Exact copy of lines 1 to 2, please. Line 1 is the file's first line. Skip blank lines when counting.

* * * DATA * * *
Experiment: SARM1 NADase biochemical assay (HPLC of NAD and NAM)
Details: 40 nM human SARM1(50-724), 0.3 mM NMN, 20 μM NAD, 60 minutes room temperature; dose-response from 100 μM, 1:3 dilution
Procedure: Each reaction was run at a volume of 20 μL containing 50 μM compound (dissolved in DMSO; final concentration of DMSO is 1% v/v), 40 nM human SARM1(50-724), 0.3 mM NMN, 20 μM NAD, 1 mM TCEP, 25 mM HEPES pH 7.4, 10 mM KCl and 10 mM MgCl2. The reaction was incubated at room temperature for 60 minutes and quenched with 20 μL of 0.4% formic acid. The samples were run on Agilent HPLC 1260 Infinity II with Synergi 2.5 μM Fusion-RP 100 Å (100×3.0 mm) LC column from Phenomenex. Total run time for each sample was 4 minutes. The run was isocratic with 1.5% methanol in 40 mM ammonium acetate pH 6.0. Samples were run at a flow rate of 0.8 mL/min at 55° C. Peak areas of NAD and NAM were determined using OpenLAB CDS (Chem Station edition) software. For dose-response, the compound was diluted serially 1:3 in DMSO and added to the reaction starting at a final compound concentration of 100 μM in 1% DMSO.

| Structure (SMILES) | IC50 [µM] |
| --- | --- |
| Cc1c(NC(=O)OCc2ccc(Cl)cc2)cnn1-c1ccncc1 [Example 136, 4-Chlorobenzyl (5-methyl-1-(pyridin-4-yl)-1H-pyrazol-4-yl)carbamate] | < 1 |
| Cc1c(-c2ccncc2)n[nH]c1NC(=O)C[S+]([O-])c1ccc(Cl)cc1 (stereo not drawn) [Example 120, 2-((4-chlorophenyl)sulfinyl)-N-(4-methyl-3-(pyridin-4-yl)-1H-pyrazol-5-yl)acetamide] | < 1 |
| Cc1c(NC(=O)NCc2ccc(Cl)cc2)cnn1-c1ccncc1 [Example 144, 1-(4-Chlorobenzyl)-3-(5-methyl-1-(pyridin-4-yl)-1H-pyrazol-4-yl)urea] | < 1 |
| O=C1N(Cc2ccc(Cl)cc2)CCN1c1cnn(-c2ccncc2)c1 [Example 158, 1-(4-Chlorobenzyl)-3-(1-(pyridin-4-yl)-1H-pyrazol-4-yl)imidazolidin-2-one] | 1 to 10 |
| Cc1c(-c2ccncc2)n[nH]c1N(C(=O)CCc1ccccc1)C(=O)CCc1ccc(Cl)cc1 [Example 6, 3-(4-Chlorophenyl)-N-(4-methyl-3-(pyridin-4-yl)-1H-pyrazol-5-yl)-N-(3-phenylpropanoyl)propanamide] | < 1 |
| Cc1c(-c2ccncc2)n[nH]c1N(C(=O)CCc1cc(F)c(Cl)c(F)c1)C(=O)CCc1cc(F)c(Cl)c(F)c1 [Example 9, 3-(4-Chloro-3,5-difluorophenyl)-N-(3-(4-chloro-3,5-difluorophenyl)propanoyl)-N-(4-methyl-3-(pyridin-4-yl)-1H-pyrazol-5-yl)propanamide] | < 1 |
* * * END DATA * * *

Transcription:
Experiment: SARM1 NADase biochemical assay (HPLC of NAD and NAM)
Details: 40 nM human SARM1(50-724), 0.3 mM NMN, 20 μM NAD, 60 minutes room temperature; dose-response from 100 μM, 1:3 dilution